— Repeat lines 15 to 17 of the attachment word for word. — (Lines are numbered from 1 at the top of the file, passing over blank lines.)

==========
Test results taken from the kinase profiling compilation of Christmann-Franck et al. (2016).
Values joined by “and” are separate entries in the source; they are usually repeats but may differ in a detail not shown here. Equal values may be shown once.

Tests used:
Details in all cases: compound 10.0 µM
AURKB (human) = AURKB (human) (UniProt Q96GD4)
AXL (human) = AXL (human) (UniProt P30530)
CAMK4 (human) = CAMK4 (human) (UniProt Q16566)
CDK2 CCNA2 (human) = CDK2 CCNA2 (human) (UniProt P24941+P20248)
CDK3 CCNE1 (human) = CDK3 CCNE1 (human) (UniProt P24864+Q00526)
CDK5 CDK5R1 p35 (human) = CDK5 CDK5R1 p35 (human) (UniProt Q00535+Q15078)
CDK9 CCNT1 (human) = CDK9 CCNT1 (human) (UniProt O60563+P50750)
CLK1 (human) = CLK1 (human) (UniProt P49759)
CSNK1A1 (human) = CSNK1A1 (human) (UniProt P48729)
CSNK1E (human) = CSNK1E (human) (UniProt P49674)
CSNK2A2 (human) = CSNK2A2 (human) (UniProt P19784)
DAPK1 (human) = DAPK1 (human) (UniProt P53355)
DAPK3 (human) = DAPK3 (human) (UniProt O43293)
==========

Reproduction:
CSNK2A2 (human) = CSNK2A2 (human) (UniProt P19784)
DAPK1 (human) = DAPK1 (human) (UniProt P53355)
DAPK3 (human) = DAPK3 (human) (UniProt O43293)